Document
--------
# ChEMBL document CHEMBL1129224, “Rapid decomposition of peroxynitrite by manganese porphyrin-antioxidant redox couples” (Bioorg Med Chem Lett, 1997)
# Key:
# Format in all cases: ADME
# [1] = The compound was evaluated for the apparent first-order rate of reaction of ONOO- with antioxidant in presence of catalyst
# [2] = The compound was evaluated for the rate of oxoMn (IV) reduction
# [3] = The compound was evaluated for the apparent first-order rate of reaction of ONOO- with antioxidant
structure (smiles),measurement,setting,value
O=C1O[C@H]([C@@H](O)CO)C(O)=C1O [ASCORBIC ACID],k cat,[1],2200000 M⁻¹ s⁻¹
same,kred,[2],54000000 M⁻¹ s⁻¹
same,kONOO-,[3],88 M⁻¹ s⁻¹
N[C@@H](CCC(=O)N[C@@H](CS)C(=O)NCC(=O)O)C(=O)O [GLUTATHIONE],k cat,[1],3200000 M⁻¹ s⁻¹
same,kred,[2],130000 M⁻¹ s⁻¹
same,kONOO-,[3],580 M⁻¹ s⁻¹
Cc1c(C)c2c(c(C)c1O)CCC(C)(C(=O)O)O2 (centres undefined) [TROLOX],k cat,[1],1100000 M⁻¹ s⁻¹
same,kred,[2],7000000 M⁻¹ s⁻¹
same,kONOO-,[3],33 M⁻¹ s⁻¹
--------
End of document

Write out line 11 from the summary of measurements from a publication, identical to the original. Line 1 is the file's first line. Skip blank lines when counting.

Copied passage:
N[C@@H](CCC(=O)N[C@@H](CS)C(=O)NCC(=O)O)C(=O)O [GLUTATHIONE],k cat,[1],3200000 M⁻¹ s⁻¹